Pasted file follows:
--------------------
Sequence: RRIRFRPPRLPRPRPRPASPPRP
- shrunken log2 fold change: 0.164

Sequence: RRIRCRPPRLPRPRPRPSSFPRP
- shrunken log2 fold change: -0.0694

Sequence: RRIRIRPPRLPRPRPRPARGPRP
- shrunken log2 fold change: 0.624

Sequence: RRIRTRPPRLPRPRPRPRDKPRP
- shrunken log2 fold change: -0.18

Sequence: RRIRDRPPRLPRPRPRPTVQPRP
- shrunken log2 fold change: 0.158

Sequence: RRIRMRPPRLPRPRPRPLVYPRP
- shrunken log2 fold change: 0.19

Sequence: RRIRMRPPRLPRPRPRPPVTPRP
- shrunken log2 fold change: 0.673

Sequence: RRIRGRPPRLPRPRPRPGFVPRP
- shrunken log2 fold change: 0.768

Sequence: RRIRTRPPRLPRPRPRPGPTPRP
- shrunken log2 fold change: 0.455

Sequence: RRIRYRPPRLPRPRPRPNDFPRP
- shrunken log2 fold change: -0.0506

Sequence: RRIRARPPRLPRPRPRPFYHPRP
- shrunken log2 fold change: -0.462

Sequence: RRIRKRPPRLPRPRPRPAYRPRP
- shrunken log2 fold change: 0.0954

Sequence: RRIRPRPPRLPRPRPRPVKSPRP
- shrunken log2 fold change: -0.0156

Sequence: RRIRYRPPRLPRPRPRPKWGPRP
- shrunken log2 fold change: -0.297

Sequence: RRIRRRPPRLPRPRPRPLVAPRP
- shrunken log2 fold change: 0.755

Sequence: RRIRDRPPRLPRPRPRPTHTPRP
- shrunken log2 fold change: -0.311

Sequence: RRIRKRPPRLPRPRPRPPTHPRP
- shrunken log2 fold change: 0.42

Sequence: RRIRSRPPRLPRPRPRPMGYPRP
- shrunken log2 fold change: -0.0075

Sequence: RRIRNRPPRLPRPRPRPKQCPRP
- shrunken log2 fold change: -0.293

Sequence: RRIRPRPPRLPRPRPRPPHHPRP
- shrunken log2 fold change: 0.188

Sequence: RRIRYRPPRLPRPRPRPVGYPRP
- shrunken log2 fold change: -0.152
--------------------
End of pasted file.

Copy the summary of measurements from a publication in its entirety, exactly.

Sequence: RRIRFRPPRLPRPRPRPASPPRP
- shrunken log2 fold change: 0.164

Sequence: RRIRCRPPRLPRPRPRPSSFPRP
- shrunken log2 fold change: -0.0694

Sequence: RRIRIRPPRLPRPRPRPARGPRP
- shrunken log2 fold change: 0.624

Sequence: RRIRTRPPRLPRPRPRPRDKPRP
- shrunken log2 fold change: -0.18

Sequence: RRIRDRPPRLPRPRPRPTVQPRP
- shrunken log2 fold change: 0.158

Sequence: RRIRMRPPRLPRPRPRPLVYPRP
- shrunken log2 fold change: 0.19

Sequence: RRIRMRPPRLPRPRPRPPVTPRP
- shrunken log2 fold change: 0.673

Sequence: RRIRGRPPRLPRPRPRPGFVPRP
- shrunken log2 fold change: 0.768

Sequence: RRIRTRPPRLPRPRPRPGPTPRP
- shrunken log2 fold change: 0.455

Sequence: RRIRYRPPRLPRPRPRPNDFPRP
- shrunken log2 fold change: -0.0506

Sequence: RRIRARPPRLPRPRPRPFYHPRP
- shrunken log2 fold change: -0.462

Sequence: RRIRKRPPRLPRPRPRPAYRPRP
- shrunken log2 fold change: 0.0954

Sequence: RRIRPRPPRLPRPRPRPVKSPRP
- shrunken log2 fold change: -0.0156

Sequence: RRIRYRPPRLPRPRPRPKWGPRP
- shrunken log2 fold change: -0.297

Sequence: RRIRRRPPRLPRPRPRPLVAPRP
- shrunken log2 fold change: 0.755

Sequence: RRIRDRPPRLPRPRPRPTHTPRP
- shrunken log2 fold change: -0.311

Sequence: RRIRKRPPRLPRPRPRPPTHPRP
- shrunken log2 fold change: 0.42

Sequence: RRIRSRPPRLPRPRPRPMGYPRP
- shrunken log2 fold change: -0.0075

Sequence: RRIRNRPPRLPRPRPRPKQCPRP
- shrunken log2 fold change: -0.293

Sequence: RRIRPRPPRLPRPRPRPPHHPRP
- shrunken log2 fold change: 0.188

Sequence: RRIRYRPPRLPRPRPRPVGYPRP
- shrunken log2 fold change: -0.152